A Close-Up Look at an Android App - dummies

By Barry Burd

In this figure, the Package Explorer in Eclipse shows the structure of a newly created Android project. Each branch of the tree represents a file or a folder, and if you expand all branches of the tree, you see even more files and folders. Why so many files and folders in an Android project?


The src directory

The src directory contains the project’s Java source code. Files in this directory have names such as MainActivity.java, MyService.java, DatabaseHelper.java, and MoreStuff.java.

You can cram hundreds of Java files into a project’s src directory. But when you create a new project, Android typically creates only one file for you.

The res directory

A project’s res directory contains resources for use by the Android application. In the figure, you see that res has a bunch of subdirectories: four drawable directories, a layout directory, a menu directory, and three values directories.

The drawable subdirectories

The drawable directories contain images, shapes, and other elements.

Each drawable directory applies to certain screen resolutions. For example, in the name drawable-hdpi, the letters hdpi stand for high number of dots per inch. Files in the drawable-hdpi directory apply to devices whose resolutions are (roughly) between 180 and 280 dots per inch.

For more information about Android screen resolutions, visit the Android Developers website.

In the figure, the drawable-hdpi directory contains one file named ic_launcher.png. This file describes the image that appears on the app’s icon on the Android launcher screen.

The values subdirectory

An app’s res/values directory contains a file named strings.xml. (Refer to the figure.) This fisting shows the code in a simple strings.xml file.

<?xml version="1.0" encoding="utf-8"?>
    <string name="app_name">My First Android App</string>
    <string name="hello_world">Hello world!</string>
    <string name="menu_settings">Settings</string>

In the strings.xml file, you collect all the words, phrases, and sentences that the app’s user might see. You lump together phrases such as Hello world! and My First Android App so that someone can translate them all into different languages. With all those phrases collected in the strings.xml file, a translator doesn’t have to poke around to find phrases in the Java code.

(Poking around in the code in any real programming language can be dangerous because program code is intricate, and it can be brittle.)

The listing describes a “hello_world” string containing the characters Hello World! So in the app’s Java code, you refer to the words Hello world! by typing R.string.hello_world. To refer to the words Hello world! in another XML file (such as the one in the next listing), you type “@string/hello_world”. Either way, the text R.string.hello_world or the text “@string/hello_world” stands for the words Hello world! in the previous listing.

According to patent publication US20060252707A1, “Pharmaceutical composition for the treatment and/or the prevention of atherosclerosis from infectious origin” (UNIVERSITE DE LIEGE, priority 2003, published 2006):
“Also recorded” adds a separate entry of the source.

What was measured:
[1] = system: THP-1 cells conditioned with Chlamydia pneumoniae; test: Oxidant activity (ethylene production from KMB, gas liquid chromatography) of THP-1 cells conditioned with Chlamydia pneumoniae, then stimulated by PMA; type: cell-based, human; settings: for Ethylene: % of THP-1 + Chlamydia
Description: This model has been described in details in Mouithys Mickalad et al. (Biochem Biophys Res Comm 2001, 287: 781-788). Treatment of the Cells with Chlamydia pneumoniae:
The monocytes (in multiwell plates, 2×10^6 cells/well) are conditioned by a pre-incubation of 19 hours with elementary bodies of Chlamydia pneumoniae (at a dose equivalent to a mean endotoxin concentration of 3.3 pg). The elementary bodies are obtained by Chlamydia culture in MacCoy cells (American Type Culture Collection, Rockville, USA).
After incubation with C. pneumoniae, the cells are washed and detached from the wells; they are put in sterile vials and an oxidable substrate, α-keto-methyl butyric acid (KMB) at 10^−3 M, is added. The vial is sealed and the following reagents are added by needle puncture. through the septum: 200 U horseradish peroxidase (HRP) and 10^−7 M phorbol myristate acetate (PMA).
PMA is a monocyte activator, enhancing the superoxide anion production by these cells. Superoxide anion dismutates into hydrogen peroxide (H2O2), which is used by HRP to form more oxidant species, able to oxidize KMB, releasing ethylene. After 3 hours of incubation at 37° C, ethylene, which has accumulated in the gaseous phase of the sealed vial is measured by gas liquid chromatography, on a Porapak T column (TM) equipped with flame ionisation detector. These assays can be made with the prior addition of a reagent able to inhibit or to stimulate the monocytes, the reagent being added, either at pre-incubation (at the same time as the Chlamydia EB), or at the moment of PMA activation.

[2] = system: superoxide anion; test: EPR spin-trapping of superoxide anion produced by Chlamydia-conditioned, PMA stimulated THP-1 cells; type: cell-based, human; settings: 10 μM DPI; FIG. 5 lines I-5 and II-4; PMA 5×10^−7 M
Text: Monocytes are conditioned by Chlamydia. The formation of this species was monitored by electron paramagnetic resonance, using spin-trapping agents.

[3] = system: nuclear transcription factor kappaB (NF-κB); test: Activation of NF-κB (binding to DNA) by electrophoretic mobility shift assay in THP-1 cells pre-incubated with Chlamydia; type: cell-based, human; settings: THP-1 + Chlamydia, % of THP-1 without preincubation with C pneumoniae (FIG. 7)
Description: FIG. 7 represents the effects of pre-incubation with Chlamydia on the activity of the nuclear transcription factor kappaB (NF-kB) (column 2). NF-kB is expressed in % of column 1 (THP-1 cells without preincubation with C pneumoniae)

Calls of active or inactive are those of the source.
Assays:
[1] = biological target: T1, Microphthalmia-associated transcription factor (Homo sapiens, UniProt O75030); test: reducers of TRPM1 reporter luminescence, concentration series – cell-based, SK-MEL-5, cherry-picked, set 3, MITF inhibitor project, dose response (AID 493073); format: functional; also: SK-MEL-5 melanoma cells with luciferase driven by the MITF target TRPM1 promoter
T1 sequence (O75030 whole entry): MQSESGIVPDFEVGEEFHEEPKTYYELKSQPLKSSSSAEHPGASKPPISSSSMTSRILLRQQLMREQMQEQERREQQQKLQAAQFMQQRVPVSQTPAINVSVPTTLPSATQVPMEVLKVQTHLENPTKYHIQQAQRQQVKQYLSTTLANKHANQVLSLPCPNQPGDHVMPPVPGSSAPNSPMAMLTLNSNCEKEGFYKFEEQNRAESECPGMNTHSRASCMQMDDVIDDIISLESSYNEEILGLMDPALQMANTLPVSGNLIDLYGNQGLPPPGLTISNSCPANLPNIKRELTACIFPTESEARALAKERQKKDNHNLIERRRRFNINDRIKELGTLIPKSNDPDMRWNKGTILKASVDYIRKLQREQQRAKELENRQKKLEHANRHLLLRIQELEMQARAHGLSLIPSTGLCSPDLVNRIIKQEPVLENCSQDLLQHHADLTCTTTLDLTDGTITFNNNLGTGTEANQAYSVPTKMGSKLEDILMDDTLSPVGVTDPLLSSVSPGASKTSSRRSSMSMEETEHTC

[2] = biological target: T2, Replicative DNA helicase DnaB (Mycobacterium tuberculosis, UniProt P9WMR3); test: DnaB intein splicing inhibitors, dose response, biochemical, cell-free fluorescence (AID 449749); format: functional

The use of strings.xml files helps with localization, which, in the tech world, is what you do to adapt an app to a culture’s local language and customs. To localize the app for French-speaking users, for example, you create an additional folder named values-fr. You add this folder to the tree shown in the figure.

Inside the values-fr folder, you create a second strings.xml file, and the new strings.xml file contains a line such as this one:

<string name="hello_world">Bonjour tout le monde!</string>

For Romanian, you create a values-ro directory, containing a strings.xml file with this line:

<string name="hello_world">Salut lume!</string>

When Android sees either R.string.hello_world or “@string/hello_world” in the code, Android determines the user’s country of origin and automatically displays the correct translation. This localization happens with no further effort on your part.

The layout subdirectory

The layout directory contains descriptions of the activities’ screens.

A minimal app’s res/layout directory contains an XML file describing an activity’s screen. (Refer to the activity_main.xml branch in the figure.) This listing shows the code in the simple activity_main.xml file.

<RelativeLayout xmlns:android=
    tools:context=".MainActivity" >
        android:text="@string/hello_world" />

The code in this listing specifies that the layout of the app’s activity is a RelativeLayout (whatever that means) and, centered inside the RelativeLayout, you have a TextView. This TextView thingy is a little label containing the words Hello world!